Michael L Torrie
torriem at chem.byu.edu
Sat Sep 1 21:37:29 CEST 2007
zzbbaadd at aol.com wrote:
> In my case of have done os.listdir() on two directories. I want to see
> what files are in directory A that are not in directory B.
> I have used exceptions in other languages and only do so on logic that
> should never happen. In this case it is known that some of the files
> will not be in both lists. I just want to know which ones.
What's wrong, then, with doing:
if i in list:
Since if, as you proposed, list.index() returned some value to represent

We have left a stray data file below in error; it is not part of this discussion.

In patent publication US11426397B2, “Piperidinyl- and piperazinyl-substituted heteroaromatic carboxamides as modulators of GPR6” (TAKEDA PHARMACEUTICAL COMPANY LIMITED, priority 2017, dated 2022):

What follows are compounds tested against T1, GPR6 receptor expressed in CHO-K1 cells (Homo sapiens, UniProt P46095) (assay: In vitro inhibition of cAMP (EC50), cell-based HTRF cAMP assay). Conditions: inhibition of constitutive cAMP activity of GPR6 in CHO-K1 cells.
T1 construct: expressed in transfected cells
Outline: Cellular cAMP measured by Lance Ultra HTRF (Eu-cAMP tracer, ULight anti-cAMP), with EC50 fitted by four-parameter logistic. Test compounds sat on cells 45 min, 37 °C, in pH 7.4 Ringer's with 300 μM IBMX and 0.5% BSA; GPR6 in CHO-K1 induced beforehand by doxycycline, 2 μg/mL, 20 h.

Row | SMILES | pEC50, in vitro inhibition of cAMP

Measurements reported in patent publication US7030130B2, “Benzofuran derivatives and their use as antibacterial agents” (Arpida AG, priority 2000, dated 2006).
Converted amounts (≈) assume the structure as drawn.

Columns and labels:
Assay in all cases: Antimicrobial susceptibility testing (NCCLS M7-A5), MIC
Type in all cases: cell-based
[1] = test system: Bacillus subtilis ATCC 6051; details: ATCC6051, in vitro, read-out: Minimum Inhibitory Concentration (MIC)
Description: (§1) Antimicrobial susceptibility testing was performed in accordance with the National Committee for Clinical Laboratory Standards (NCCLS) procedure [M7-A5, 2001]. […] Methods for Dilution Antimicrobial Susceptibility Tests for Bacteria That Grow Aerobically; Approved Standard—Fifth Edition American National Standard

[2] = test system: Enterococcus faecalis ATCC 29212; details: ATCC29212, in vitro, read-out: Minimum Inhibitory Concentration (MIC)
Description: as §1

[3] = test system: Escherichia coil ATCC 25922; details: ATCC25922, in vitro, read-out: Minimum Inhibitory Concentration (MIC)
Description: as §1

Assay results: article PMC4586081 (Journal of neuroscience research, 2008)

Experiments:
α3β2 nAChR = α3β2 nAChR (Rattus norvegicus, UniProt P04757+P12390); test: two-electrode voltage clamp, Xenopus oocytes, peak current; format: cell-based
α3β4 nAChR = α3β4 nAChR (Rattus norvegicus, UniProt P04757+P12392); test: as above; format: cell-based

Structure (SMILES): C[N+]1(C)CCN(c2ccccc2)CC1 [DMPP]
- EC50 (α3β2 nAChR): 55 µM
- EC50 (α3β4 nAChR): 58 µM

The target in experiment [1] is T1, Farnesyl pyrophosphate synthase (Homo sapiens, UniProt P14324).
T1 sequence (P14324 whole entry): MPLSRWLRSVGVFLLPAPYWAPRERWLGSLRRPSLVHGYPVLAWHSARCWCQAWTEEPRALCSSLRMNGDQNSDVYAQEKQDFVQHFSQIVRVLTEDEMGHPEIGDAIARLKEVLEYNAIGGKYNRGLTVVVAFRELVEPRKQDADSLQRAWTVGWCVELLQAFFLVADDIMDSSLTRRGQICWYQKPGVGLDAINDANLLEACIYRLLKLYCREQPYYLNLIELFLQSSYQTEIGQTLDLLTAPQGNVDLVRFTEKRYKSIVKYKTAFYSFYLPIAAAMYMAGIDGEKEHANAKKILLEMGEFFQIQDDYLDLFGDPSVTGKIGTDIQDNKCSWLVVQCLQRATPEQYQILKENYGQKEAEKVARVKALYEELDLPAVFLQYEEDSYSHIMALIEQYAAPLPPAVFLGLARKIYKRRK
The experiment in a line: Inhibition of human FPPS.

"not found", you'd require an if anyway.
This is probably not pythonic, but at least it would overcome your
If we were to program this .index() method in some language that
enforces contracts, like haskell, then we'd say that .index() expects a
value that exists in the list. So if you violate the contract, why
should you expect to *not* get an exception. Doing it any other way,
though, makes the code a lot more error prone.
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